The Color Purple returned to the Broadway stage, and it looks much different than it did 10 years ago. Thursday’s opening night revealed the cast singing with just a handful of chairs instead of huge set pieces at Bernard B. Jacobs Theatre.
Cynthia Erivo, who plays the role of Celie, told The Hollywood Reporter that the “stripped-down” set gives people a chance to focus on the “concentrated story” and not be distracted by gaudy props and set pieces. “You get to know these characters more, because there’s nothing else but them,” she said.
Compared to the $10 million show that premiered in 2005, John Doyle’s stripped-down staging–first produced by London’s Menier Chocolate Factory in 2013–follows Alice Walker’s telling of the story in her novel more closely, according to Oscar and Grammy winner Jennifer Hudson.
“You use your imagination and go on a journey, and it’s far more captivating,” Hudson explained at the Copacabana afterparty, according to THR. “And as actors, it puts the burden on us because all we have as props are a seat and a basket! It challenges us, and that’s why I wanted to do Broadway: to learn.”
Hudson plays the seductive Shug Avery, and she admitted that her biggest challenge was putting her own flare on the role. Hudson’s co-star Danielle Brooks, The Orange is the New Black actress who plays Sophia (the part Oprah played in the film), admitted her challenges as well.
Though she loves her Hell No and Any Little Thing numbers, Brooks said the hardest part about playing the character is what happens off the stage. “You don’t see that fight, nor do you get all the beat up eye makeup and hair. I have to create that. It’s challenging for me right now.”
Erivo said that for her, it is the split from her sister Nettie that can be challenging. “Sometimes I tip too far over and I can’t control what happens to my voice or my body or tears. I have a sister, and when you’re in it and you’re telling the truth, it feels like it’s my sister being taken away from me.”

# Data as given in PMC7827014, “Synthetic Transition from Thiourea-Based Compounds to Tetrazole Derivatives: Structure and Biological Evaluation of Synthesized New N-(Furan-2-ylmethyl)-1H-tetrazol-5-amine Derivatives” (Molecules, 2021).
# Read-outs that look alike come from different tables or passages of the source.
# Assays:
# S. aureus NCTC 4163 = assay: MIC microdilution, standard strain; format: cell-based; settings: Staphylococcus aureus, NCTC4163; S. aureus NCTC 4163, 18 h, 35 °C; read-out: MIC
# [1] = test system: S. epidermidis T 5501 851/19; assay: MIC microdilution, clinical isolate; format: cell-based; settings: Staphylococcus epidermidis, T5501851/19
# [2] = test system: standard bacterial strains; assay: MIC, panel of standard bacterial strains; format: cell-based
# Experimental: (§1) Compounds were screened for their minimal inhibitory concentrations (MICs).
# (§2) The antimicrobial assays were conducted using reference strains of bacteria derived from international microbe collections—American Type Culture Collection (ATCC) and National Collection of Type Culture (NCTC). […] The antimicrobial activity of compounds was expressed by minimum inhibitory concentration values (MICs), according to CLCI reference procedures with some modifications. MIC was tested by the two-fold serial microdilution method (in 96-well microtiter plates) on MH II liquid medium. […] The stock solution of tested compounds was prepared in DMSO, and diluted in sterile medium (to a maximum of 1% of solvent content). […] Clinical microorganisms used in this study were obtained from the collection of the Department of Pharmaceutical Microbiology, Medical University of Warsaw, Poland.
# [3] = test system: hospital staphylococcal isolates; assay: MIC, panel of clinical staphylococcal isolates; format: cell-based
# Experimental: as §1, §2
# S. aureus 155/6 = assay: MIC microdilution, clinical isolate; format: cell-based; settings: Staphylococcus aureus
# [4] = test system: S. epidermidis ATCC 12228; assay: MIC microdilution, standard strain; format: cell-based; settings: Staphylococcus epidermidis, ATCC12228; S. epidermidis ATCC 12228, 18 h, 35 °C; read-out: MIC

The actresses may have certain challenges in playing their parts, but it doesn’t seem to matter. The show really gets the crowd on their feet. On the opening night, the audience didn’t wait until curtain call to give a standing ovation; they were drawn to their feet after a number by Cynthia Erivo in the second act, according to Variety.
Brooks explained that that was nothing. She said that “audiences are even crazier” sometimes. “One time we got three standing ovations.”
But Thursday’s audience wasn’t your average one. The Oprah Winfrey-produced show drew in several big stars such as Gloria Steinem, Phylicia Rashad, Neil Patrick Harris, Shanice Williams and Brook’s Orange is the New Black castmates Samira Wiley, Taylor Schilling, Kate Mulgrew, Laverne Cox and Lea DeLaria.
Yet, they were still on their feet! And who wouldn’t be with this INCREDIBLY talented cast?
Plus, the show is relevant. According to Brooks, that’s the best part.
“Especially with everything going on in society right now–war, all the police brutality,” she said. “The beauty of it is you see someone that was so strong, get beat up and then find themselves rejuvenated in their own strength again. It speaks to where we are as a country, and as individuals, to really find your self-love and forgiveness, and those things we’re constantly battling to find as human beings.”
Beautifully said, Brooks. The power of performance art is amazing!
Want to know more about the show? Read a review here. And watch these show clips below!